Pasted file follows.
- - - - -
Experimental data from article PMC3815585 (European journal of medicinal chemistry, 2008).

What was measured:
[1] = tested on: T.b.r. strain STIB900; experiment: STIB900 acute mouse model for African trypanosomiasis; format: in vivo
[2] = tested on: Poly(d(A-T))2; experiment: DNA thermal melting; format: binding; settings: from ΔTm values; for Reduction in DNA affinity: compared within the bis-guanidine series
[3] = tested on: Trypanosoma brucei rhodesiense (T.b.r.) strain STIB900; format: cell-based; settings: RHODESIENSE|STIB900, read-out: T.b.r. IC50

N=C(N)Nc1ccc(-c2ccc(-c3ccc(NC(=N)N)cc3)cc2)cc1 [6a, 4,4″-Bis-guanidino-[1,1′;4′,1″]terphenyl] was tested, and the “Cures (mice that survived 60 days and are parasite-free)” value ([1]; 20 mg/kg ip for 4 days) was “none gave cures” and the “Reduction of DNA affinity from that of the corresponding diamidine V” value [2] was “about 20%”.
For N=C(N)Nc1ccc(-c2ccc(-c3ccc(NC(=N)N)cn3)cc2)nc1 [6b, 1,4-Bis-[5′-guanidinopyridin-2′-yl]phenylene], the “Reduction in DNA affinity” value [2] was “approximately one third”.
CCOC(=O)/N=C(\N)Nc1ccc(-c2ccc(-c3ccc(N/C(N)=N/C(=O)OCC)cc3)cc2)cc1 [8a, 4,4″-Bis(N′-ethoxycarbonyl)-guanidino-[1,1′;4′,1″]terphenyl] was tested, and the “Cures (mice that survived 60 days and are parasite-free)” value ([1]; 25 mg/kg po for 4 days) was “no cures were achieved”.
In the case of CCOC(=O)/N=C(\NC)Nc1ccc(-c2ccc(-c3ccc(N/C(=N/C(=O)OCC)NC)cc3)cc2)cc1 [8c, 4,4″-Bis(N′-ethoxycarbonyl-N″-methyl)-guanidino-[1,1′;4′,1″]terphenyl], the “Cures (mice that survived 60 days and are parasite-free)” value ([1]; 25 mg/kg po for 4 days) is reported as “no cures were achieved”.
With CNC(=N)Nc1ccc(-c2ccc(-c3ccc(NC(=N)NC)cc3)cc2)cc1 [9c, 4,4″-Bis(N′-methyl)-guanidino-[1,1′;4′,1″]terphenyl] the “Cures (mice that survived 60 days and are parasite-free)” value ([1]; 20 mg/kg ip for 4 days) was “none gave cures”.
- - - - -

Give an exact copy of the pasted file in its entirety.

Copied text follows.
Experimental data from article PMC3815585 (European journal of medicinal chemistry, 2008).

What was measured:
[1] = tested on: T.b.r. strain STIB900; experiment: STIB900 acute mouse model for African trypanosomiasis; format: in vivo
[2] = tested on: Poly(d(A-T))2; experiment: DNA thermal melting; format: binding; settings: from ΔTm values; for Reduction in DNA affinity: compared within the bis-guanidine series
[3] = tested on: Trypanosoma brucei rhodesiense (T.b.r.) strain STIB900; format: cell-based; settings: RHODESIENSE|STIB900, read-out: T.b.r. IC50

N=C(N)Nc1ccc(-c2ccc(-c3ccc(NC(=N)N)cc3)cc2)cc1 [6a, 4,4″-Bis-guanidino-[1,1′;4′,1″]terphenyl] was tested, and the “Cures (mice that survived 60 days and are parasite-free)” value ([1]; 20 mg/kg ip for 4 days) was “none gave cures” and the “Reduction of DNA affinity from that of the corresponding diamidine V” value [2] was “about 20%”.
For N=C(N)Nc1ccc(-c2ccc(-c3ccc(NC(=N)N)cn3)cc2)nc1 [6b, 1,4-Bis-[5′-guanidinopyridin-2′-yl]phenylene], the “Reduction in DNA affinity” value [2] was “approximately one third”.
CCOC(=O)/N=C(\N)Nc1ccc(-c2ccc(-c3ccc(N/C(N)=N/C(=O)OCC)cc3)cc2)cc1 [8a, 4,4″-Bis(N′-ethoxycarbonyl)-guanidino-[1,1′;4′,1″]terphenyl] was tested, and the “Cures (mice that survived 60 days and are parasite-free)” value ([1]; 25 mg/kg po for 4 days) was “no cures were achieved”.
In the case of CCOC(=O)/N=C(\NC)Nc1ccc(-c2ccc(-c3ccc(N/C(=N/C(=O)OCC)NC)cc3)cc2)cc1 [8c, 4,4″-Bis(N′-ethoxycarbonyl-N″-methyl)-guanidino-[1,1′;4′,1″]terphenyl], the “Cures (mice that survived 60 days and are parasite-free)” value ([1]; 25 mg/kg po for 4 days) is reported as “no cures were achieved”.
With CNC(=N)Nc1ccc(-c2ccc(-c3ccc(NC(=N)NC)cc3)cc2)cc1 [9c, 4,4″-Bis(N′-methyl)-guanidino-[1,1′;4′,1″]terphenyl] the “Cures (mice that survived 60 days and are parasite-free)” value ([1]; 20 mg/kg ip for 4 days) was “none gave cures”.